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Br J Cancer. 2008 Oct 7;99(7):1034-9. doi: 10.1038/sj.bjc.6604658. Epub 2008 Sep 9.

Silent venous thromboembolism before treatment in endometrial cancer and the risk factors.

Author information

1
Department of Obstetrics and Gynecology, Institute of Clinical Medicine, Graduate School of Comprehensive Human Sciences, University of Tsukuba, Ibaraki, Japan. toyomi-s@md.tsukuba.ac.jp

Abstract

Venous thromboembolism (VTE) often occurs after surgery and can even occur before surgery in patients with gynaecological malignancies. We investigated the incidence of VTE before treatment of endometrial cancer and associated risk factors. Plasma D-dimer (DD) levels before initial treatment were examined in 171 consecutive patients with endometrial cancer. Venous ultrasound imaging (VUI) of the lower extremities was performed in patients with DD >or=1.5 microg ml(-1), as the negative predictive value of DD for VTE is extremely high. For patients with deep vein thrombosis (DVT), pulmonary scintigraphy was performed to ascertain the presence of pulmonary thromboembolism (PTE). Risk factors for VTE were analysed using univariate and multivariate analyses for 171 patients. Of these, 37 patients (21.6%) showed DD >or=1.5 microg ml(-1), 17 (9.9%) displayed DVT by VUI and 8 (4.7%) showed PTE on pulmonary scintigraphy. All patients with VTE were asymptomatic. Univariate analysis for various risk factors revealed older age, non-endometrioid histology and several variables of advanced disease as significantly associated with VTE before treatment. Obesity, smoking and diabetes mellitus were not risk factors. Multivariate analysis confirmed extrauterine spread and non-endometrioid histology as independently and significantly associated with risk of VTE. These data suggest that silent or subclinical VTE occurs before treatment in at least around 10% of patients with endometrial cancer. Risk factors for VTE before treatment might not be identical to those after starting treatment.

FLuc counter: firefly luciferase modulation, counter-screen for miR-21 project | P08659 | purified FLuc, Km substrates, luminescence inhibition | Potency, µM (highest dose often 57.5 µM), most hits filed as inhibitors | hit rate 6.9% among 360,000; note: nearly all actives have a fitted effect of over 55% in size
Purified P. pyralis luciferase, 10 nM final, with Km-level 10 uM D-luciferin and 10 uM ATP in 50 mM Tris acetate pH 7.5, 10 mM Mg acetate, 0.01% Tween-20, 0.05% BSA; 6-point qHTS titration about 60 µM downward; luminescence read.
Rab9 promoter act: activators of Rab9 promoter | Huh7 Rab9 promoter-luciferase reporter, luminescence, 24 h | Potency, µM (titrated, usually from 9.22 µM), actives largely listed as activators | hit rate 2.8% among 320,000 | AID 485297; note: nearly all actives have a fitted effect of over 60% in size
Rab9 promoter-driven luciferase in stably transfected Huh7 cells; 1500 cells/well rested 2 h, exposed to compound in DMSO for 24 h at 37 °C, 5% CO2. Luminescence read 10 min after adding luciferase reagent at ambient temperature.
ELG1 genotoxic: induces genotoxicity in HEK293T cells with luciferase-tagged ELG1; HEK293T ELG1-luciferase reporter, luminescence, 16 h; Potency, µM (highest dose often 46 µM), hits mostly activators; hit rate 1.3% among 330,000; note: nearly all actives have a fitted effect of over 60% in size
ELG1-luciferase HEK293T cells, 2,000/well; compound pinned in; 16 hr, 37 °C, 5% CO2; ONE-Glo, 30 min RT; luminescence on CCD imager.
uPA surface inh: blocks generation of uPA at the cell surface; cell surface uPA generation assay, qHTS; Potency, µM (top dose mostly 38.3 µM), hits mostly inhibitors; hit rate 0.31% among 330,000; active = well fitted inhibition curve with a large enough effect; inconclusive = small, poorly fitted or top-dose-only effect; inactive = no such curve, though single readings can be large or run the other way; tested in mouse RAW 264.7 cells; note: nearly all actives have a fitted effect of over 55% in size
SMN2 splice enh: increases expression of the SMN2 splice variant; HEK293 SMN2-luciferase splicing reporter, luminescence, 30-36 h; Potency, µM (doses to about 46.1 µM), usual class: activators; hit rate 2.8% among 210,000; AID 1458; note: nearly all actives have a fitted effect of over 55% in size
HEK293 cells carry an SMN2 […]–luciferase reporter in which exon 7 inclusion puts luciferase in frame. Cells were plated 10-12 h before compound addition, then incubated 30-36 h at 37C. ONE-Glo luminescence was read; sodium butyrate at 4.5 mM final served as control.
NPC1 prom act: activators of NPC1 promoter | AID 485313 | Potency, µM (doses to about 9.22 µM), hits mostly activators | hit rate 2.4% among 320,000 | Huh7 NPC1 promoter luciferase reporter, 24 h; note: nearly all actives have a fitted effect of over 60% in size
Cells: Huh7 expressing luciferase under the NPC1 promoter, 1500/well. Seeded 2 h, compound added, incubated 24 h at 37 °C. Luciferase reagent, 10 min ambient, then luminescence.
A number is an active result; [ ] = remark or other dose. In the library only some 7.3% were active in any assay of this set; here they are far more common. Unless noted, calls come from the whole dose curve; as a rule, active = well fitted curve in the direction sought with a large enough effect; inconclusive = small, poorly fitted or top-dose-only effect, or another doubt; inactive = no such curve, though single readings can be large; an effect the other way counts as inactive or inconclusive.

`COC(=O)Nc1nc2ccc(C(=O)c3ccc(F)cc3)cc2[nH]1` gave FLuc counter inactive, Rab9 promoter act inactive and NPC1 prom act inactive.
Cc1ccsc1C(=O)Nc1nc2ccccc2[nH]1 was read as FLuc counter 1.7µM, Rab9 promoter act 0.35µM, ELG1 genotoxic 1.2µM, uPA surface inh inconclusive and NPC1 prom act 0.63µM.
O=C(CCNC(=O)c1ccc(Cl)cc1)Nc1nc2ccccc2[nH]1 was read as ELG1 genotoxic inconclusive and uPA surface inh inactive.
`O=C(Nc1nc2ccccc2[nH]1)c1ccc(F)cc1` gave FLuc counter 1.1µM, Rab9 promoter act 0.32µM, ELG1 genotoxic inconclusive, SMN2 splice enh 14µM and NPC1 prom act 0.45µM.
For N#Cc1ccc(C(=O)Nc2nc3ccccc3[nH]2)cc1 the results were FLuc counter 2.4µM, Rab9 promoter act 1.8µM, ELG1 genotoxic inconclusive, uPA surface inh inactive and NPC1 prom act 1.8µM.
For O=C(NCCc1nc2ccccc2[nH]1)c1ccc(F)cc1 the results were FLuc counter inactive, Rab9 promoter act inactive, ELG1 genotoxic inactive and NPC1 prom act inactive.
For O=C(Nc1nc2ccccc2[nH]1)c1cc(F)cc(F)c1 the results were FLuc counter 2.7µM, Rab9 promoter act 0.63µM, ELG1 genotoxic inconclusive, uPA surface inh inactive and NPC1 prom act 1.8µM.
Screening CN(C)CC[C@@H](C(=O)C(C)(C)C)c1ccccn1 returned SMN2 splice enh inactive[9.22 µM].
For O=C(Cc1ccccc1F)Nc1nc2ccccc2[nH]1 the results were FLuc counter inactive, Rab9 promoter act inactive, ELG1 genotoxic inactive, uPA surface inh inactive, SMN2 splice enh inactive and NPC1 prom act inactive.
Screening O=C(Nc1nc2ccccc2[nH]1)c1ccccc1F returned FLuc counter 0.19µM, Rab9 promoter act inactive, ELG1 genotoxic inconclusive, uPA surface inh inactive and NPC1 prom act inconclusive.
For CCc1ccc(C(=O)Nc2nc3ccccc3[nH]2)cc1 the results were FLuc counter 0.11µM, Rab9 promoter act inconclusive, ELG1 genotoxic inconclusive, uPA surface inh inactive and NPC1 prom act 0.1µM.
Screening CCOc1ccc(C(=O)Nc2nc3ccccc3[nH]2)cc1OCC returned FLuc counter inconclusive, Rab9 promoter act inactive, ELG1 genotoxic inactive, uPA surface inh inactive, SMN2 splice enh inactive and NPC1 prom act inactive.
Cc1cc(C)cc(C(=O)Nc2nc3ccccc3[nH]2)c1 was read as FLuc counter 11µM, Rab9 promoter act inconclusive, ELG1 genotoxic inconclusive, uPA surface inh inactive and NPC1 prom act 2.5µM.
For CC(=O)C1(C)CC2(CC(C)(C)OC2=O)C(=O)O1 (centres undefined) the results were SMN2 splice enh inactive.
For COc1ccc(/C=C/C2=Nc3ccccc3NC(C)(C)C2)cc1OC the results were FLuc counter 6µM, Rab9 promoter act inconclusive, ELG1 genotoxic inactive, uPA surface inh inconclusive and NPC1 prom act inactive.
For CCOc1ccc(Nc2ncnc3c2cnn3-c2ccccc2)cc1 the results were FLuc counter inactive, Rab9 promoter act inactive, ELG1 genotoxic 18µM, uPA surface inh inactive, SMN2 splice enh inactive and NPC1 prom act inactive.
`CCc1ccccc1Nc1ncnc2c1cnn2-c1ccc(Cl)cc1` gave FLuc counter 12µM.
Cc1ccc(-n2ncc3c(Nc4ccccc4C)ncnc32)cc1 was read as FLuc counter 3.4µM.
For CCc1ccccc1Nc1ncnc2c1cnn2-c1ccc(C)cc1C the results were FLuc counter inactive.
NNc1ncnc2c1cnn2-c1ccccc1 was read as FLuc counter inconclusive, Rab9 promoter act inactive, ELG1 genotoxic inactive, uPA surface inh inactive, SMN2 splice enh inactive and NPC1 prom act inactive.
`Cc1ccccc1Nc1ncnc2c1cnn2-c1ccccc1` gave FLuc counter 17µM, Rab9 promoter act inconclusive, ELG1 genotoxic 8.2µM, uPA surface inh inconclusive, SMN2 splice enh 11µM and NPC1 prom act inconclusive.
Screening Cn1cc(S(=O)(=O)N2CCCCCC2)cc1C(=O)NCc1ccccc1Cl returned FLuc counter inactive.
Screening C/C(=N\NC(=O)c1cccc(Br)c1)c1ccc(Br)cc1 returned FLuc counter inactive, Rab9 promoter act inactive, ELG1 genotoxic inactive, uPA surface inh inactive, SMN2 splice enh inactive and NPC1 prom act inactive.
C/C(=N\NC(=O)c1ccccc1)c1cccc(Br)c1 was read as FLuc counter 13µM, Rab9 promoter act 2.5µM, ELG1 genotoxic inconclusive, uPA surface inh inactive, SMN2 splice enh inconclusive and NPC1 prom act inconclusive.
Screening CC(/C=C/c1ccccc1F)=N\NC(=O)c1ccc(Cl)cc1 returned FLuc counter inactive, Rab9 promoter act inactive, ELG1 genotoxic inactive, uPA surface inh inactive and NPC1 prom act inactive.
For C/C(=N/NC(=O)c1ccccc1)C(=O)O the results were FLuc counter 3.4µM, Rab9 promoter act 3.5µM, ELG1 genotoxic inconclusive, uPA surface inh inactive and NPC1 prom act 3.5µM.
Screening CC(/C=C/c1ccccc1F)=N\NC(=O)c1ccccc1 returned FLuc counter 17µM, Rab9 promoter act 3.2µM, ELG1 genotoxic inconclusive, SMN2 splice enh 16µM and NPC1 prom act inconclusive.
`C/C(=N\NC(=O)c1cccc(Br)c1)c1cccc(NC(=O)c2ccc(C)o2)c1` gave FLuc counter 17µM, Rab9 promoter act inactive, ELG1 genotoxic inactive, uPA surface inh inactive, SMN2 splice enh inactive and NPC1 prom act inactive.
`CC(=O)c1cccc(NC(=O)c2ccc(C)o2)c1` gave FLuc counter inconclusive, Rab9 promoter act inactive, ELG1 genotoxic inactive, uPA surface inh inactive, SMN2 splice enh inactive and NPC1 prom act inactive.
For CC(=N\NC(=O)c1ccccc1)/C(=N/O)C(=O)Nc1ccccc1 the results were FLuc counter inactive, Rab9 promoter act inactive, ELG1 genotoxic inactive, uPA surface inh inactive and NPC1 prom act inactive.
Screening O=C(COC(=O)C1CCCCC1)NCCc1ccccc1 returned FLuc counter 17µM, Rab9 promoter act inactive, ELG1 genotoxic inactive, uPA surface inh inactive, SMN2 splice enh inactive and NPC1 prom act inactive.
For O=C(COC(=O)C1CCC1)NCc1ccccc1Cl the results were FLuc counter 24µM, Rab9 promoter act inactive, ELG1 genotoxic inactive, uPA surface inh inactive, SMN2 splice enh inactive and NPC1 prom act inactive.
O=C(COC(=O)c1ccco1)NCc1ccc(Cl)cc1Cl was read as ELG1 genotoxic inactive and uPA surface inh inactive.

PMID:
18781175
PMCID:
PMC2567078
DOI:
10.1038/sj.bjc.6604658
[Indexed for MEDLINE]
Free PMC Article

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